You can also check with your health care provider, urgent care clinic, or local pharmacy to see if they're administering this season's flu vaccine. Most doctors cover the total cost of the shot for patients who have health insurance.

How Long Will the Flu Shot Protect You?

If you're accustomed to getting your shot in October, you might wonder if it's possible to get it too early and inadvertently limit your coverage for the duration of flu season.

The Centers for Disease Control and Prevention tells doctors that it's safe to make flu shots available to all age groups whenever the vaccine becomes available every year. That said, they note that, "No one can predict when influenza disease will peak in a given season. Several studies have reported decreases in vaccine effectiveness within a single influenza season with increasing time since vaccination. However waning effects have not been observed consistently across age groups, virus subtypes and seasons."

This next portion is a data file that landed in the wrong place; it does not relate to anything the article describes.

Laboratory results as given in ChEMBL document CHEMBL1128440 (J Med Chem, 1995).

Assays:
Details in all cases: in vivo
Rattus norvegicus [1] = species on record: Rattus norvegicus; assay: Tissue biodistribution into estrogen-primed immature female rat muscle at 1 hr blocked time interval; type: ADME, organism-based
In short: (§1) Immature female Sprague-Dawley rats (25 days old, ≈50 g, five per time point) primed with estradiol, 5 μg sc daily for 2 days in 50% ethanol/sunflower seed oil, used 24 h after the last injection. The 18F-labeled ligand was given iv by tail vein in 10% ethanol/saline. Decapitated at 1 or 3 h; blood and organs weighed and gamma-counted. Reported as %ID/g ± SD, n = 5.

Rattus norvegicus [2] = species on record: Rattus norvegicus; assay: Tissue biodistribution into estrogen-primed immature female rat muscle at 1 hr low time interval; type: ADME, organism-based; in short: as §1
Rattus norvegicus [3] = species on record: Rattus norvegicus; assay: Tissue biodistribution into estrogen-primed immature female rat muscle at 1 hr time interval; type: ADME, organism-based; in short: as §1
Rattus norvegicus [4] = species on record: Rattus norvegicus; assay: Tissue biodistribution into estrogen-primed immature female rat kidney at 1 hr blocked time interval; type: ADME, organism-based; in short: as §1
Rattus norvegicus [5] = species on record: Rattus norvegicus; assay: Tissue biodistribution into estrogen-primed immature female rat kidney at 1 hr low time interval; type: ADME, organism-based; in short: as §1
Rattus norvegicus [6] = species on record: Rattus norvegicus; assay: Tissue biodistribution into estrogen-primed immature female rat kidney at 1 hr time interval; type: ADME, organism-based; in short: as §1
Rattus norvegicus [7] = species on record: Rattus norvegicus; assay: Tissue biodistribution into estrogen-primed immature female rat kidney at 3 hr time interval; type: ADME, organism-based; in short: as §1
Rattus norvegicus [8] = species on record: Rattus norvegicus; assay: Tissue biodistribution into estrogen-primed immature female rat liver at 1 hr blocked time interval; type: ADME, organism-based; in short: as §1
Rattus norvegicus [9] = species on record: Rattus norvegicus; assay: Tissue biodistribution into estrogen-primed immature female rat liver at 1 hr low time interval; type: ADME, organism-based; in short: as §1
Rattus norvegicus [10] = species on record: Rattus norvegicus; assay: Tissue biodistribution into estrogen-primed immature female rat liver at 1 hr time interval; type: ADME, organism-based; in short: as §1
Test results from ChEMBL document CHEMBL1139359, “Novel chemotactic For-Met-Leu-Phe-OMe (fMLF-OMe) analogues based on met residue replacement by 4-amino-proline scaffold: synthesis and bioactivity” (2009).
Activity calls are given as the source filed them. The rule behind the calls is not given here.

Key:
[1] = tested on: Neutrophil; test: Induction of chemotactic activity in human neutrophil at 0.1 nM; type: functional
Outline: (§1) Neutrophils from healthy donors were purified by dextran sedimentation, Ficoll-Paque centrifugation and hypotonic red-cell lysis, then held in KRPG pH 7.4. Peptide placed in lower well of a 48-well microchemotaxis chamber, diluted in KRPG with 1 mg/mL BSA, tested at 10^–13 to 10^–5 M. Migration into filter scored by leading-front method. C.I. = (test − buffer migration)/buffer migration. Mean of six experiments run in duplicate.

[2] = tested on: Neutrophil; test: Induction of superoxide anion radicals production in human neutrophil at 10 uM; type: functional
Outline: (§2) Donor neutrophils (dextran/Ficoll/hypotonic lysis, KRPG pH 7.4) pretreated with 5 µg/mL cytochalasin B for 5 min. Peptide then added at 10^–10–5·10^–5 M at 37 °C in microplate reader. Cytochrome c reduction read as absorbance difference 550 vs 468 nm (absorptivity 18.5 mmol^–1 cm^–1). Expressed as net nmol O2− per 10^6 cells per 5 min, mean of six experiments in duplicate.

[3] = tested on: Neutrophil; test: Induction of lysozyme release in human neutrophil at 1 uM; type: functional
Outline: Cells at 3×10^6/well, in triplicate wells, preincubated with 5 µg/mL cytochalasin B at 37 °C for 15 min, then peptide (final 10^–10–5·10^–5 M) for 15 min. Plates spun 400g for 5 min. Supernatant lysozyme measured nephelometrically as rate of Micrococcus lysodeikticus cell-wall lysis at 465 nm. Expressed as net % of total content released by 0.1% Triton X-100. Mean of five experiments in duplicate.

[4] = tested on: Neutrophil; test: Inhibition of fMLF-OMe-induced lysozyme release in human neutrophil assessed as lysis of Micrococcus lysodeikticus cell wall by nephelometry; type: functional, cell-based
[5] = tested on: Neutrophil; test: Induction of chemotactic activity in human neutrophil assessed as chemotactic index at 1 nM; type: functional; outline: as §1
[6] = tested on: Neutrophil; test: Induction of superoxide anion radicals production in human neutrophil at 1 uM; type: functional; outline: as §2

While "delaying vaccination might permit greater immunity later in the season," the CDC explains, pointing to evidence from a 2013 study, that "deferral could result in missed opportunities to vaccinate."

The "data are very mixed" on how long your immunity will last after getting the shot, John J. Treanor, M.D., an infectious disease specialist at the University of Rochester medical school, told NPR. "Some studies suggest vaccines lose some protectiveness during the course of a single flu season," he said. "Flu activity generally starts in the fall, but peaks in January or February and can run into the spring. So some might worry that if [they] got vaccinated very early and flu didn't show up until very late, it might not work as well."